“In this district, Congresswoman Lois Frankel [has] been in Congress four terms. She’s been in politics 34 years, which is longer than I have been alive,” Loomer said. “According to our internal polling, 87 percent of the constituents in this district cannot name a single piece of legislation that she has proposed or anything that she has done for the district.”

She also wants to address issues of “counterculture and big-tech” censorship and free speech, which she feels is the biggest threat to the constitutional republic.

“Free speech is the bedrock of our society, and right now we’re witnessing a full-blown assault,” Loomer said.

Her accomplishments include being an award-winning journalist and business owner.

“I own a media company here in Florida called Illoominate,” she said. “I worked with Project Veritas as an undercover journalist. My investigations have uncovered voter fraud and political corruption on both sides of the aisle.”

If elected, Loomer said she wants to fight for the people and fight back against the radical left.

“I also want to be a change agent for the Republican Party,” she said. “I’m not going to Congress to make friends. I’m not going to Congress to do the bidding of the Republican Party. I’m going to Congress to fight for the people.”

For more information, visit www.lauraloomerforcongress.com.

Malkemus is a 20-year veteran of the U.S. Marine Corps, where he attained the rank of major, with two combat tours in Iraq, where he was a leading scout sniper and reconnaissance Marine with operational experience in international relief and disaster response.

“I know how to lead and manage a crisis,” he said. “I’ve worked in technology startups, as an engineer, entrepreneur and multi-time chief technology officer. “We have the smartest, most innovative and hardworking people on the planet. America can lead the world in tackling challenges in healthcare, housing, education and climate.”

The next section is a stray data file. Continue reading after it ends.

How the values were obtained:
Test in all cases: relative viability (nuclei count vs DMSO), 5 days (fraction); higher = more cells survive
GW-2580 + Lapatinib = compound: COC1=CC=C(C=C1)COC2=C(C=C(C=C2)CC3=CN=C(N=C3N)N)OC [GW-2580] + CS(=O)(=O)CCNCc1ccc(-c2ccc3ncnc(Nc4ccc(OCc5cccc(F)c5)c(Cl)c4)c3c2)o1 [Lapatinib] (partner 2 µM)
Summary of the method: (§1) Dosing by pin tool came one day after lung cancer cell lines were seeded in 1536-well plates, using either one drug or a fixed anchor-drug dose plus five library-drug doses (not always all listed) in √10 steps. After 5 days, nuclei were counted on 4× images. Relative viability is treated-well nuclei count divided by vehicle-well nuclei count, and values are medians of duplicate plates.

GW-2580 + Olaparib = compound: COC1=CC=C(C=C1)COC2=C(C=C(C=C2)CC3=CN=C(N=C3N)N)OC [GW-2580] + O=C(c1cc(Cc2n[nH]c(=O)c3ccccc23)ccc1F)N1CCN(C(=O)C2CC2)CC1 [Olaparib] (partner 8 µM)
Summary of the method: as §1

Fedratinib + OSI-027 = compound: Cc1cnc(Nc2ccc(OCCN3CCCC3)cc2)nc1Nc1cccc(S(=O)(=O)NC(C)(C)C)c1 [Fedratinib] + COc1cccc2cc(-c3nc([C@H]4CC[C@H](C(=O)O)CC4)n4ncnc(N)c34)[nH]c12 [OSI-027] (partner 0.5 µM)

Malkemus said that his children attend Palm Beach County schools and that he and his wife know what is at stake, navigating the same challenges as many other people.

Raised by a single mother with his two older sisters, Malkemus said he learned early the values of hard work, sacrifice, determination and faith. He earned multiple honors as a scholar-athlete attending the Pine Crest School in Fort Lauderdale, where he led his swim team to two Florida state runner-up titles. He earned a bachelor’s degree from the University of Pennsylvania.

Malkemus also co-developed the Veteran’s Trust for transitioning veterans, held an 81-mile commemorative walk from Palm Beach to Miami and testified before the U.S. Congressional Small Business Committee on veteran entrepreneurs.

If elected to Congress, he said he would work to improve healthcare, housing, education, childcare and climate change, which he said present huge opportunities for America in growth and innovation.

“We can lead the world in tackling these challenges, paving the way for a stronger, more efficient and an innovative America,” Malkemus said. “The American spirit is creative, resourceful and alive, but we are facing an unprecedented global pandemic, financial crisis and social unrest at the same time. We must get out of these crises and return American families to their lives. We have a long road ahead and many dangerous decisions headed our way.”

He added that America needs a cohesive national strategy.

“At a time when we should be coming together, America is being divided through extreme partisan politics,” Malkemus said. “We need to end the hatred and tackle these three crises head on.”

For more information, visit www.votecharleston.com.